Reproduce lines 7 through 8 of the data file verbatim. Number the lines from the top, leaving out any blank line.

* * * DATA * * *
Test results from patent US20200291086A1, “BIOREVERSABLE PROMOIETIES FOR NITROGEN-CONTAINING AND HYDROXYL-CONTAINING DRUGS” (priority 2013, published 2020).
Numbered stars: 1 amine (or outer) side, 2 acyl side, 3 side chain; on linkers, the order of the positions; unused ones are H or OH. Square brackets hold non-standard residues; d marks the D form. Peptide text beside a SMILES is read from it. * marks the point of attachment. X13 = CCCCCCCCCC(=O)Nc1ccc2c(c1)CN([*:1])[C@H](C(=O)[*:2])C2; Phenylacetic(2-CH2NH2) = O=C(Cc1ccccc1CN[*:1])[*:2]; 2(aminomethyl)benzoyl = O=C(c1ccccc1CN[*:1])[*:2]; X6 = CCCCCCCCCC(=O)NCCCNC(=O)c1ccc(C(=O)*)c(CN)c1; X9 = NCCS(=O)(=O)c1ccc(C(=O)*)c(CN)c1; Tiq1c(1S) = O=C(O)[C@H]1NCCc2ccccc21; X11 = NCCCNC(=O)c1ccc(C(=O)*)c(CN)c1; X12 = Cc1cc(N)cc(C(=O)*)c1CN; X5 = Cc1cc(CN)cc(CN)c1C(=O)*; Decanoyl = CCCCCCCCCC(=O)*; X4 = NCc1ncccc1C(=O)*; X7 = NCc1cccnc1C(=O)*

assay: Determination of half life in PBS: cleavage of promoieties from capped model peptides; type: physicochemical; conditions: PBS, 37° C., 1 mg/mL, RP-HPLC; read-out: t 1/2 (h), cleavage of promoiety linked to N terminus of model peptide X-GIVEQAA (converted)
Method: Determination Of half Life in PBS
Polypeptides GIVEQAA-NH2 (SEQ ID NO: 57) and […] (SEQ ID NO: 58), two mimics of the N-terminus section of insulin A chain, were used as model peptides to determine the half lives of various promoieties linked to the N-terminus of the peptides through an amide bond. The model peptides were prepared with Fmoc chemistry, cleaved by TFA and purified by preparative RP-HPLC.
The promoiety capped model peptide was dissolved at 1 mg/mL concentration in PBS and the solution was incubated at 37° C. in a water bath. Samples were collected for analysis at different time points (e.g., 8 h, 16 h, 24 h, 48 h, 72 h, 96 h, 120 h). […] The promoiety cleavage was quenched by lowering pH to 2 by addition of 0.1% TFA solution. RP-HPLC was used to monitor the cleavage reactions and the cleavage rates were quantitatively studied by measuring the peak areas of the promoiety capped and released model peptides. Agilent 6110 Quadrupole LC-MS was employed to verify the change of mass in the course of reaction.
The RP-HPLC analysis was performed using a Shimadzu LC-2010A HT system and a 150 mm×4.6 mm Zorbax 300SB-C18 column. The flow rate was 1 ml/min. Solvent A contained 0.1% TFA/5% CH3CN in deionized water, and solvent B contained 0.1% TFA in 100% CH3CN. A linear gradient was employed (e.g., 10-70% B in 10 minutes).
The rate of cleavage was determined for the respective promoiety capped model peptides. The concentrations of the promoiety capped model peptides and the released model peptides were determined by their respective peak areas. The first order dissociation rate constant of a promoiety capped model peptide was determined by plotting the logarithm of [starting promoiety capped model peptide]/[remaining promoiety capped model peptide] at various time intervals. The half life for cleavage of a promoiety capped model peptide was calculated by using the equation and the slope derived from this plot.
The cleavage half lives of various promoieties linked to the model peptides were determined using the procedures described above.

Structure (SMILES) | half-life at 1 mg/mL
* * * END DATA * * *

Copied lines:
The RP-HPLC analysis was performed using a Shimadzu LC-2010A HT system and a 150 mm×4.6 mm Zorbax 300SB-C18 column. The flow rate was 1 ml/min. Solvent A contained 0.1% TFA/5% CH3CN in deionized water, and solvent B contained 0.1% TFA in 100% CH3CN. A linear gradient was employed (e.g., 10-70% B in 10 minutes).
The rate of cleavage was determined for the respective promoiety capped model peptides. The concentrations of the promoiety capped model peptides and the released model peptides were determined by their respective peak areas. The first order dissociation rate constant of a promoiety capped model peptide was determined by plotting the logarithm of [starting promoiety capped model peptide]/[remaining promoiety capped model peptide] at various time intervals. The half life for cleavage of a promoiety capped model peptide was calculated by using the equation and the slope derived from this plot.